These hours
Adrian Cruft lived from 1921–1987 and studied composition at the Royal College of Music in London. A setting of a poem entitled The Recommendation by clergyman Richard Crashaw (c1613-1649), it is scored for unaccompanied SATB.

A Prayer of King Henry VI
A former Precentor of Eton College, Henry Ley held a number of other distinguished posts, including Professor of Music at the Royal College of Music in London and Organist at Christ Church Cathedral in Oxford. This short SATB setting is of a prayer of Henry VI, written by the King for the Royal Foundations of Eton College and King’s College, Cambridge. The prayer expresses a delightful contradiction in our perception of fate. On the one hand it acknowledges that God has preordained us to that which we are and that He knows what He will do with us. On the other hand we pray earnestly for His mercy as he carries that out.

Even such is time
Written in 1913, this anthem for double choir dates from early in the compositional career of Herbert Howells. The second of two settings of poems by Sir Walter Raleigh included on this disc, this work, with its ingenious harmony, displays many glimpses of the compositional techniques and harmonic language which appear in the more well-known works from later in Howells’s career, albeit in the context of a distinctively earlier style of writing. The setting of the final two lines of the poem (‘But from this earth, this grave, this dust, My God shall raise me up, I trust.’) is truly rousing, with a highly effective and sudden increase in energy and momentum, leading to the climactic final chord. It also predates the thinking behind Howells’ masterpiece, Take him, earth, for cherishing.

The Evening Watch
The Evening Watch sets Henry Vaughn’s stunning poem for eight-part choir and soprano soloist. The poem features a conversation between the ‘body’ and the ‘soul’ of a man on his death bed, reflected here in the change of texture between the intense and poignant questioning of the body and the often more relaxed and flowing music of the soul. The soprano soloist provides yet another texture as the far off voice of the soul, echoing the worries of the body in the first part of the piece and then answering them the second, soaring above the active texture of the eight-part choir below.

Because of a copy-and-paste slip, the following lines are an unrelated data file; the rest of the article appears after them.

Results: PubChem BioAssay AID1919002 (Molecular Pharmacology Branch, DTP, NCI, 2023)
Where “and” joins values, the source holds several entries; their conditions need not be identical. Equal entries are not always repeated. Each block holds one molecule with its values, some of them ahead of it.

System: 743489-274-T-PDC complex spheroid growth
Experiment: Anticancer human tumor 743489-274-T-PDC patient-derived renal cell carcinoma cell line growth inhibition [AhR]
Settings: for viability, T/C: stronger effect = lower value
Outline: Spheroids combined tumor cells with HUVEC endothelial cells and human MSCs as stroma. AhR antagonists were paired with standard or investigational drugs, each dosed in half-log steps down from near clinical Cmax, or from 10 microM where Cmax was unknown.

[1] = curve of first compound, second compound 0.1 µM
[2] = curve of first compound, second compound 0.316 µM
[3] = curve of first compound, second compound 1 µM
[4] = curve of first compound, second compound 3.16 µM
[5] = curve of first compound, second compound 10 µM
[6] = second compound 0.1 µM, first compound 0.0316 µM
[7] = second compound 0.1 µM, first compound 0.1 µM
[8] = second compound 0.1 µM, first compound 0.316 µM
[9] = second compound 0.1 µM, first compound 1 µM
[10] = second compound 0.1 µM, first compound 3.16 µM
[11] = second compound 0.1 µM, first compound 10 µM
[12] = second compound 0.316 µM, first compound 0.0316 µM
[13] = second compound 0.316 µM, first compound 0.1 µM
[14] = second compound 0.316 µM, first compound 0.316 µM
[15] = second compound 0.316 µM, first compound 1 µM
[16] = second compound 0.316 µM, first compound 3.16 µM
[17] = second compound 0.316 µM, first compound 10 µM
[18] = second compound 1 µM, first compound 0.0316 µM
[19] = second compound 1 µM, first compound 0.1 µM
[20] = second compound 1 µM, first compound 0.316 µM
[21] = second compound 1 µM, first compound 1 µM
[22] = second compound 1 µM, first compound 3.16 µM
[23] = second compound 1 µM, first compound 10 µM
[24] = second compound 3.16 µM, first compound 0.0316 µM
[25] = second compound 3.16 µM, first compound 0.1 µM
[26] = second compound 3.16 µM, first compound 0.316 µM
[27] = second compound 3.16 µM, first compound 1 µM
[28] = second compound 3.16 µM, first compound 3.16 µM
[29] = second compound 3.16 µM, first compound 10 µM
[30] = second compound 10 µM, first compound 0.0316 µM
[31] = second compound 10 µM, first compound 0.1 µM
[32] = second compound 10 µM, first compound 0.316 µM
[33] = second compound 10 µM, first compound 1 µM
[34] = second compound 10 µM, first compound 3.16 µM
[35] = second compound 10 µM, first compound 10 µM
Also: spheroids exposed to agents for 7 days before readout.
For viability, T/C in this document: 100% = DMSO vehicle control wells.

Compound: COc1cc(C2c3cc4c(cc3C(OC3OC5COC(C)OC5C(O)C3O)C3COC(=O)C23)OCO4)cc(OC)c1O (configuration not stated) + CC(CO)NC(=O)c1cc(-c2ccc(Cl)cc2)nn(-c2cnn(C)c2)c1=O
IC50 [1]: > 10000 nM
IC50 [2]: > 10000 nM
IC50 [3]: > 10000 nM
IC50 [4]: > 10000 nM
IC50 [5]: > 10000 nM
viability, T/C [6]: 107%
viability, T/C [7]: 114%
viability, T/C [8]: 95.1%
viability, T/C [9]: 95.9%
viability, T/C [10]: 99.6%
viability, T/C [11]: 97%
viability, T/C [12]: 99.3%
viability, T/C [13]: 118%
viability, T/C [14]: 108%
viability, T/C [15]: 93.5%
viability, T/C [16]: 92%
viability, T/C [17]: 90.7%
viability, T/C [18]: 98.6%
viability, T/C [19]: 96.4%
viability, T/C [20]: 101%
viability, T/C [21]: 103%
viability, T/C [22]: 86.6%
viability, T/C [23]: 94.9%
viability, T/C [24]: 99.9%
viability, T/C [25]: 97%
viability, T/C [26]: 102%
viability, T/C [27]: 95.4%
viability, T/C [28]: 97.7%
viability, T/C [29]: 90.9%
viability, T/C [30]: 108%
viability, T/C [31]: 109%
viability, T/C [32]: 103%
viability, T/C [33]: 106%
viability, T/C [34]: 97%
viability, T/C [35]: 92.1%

Miserere nostri
Six of the seven voice parts of this piece are contrapuntally related to each other as they state the same theme at half and quarter speed. It sets the short Latin text ‘Have mercy on us Lord, have mercy on us’ (also part of Cantiones Sacrae). Amongst numerous intricate contrapuntal devices, one of the most distinctive is the beautiful canon between the two soprano lines, separated by half a bar, which extends throughout the piece. The genius of the work transcends its brevity, and there is perhaps no better example of Tallis’s ability to write beatific music in complex polyphony with phrases so perfectly suited to the human voice.

Music when soft voices die
Percy Bysshe Shelley’s significant 1921 poem is set here to music by Charles Hubert Hastings Parry, scored for unaccompanied SATB voices and published in 1897. Known primarily for his extensive sacred compositional output, this part song is a fine example of one of Parry’s less well-known secular works.

Lux aeterna
Victoria’s Officium defunctorum ‘Office for the Dead’ (often referred to simply as the ‘Requiem’) was written in 1603 and published in 1605 and is for many people the greatest setting of the requiem. This movement, the Communion Antiphon, is scored for six voices and is one of the very finest examples of Victoria’s choral writing. As with most of the other movements in the work, the plainsong of the Mass is built into the polyphonic writing, in the second soprano part, appearing initially as an intonation at the beginning of the movement.

Et incarnatus est
The Mass in B minor (BWV232) is effectively a compilation by Johann Sebastian Bach of some of his greatest music, probably, we guess, with an eye to posterity. Et incarnatus est, with its glorious descending phrases indicating Christ’s ‘descent’ to earth is from the storytelling Credo. We know from the handwriting in Bach’s score that this was one of the last things he wrote, and it is with gentle irony that we include a text about birth as the final work in the collection.

Ralph Allwood & Timothy Teague © 2015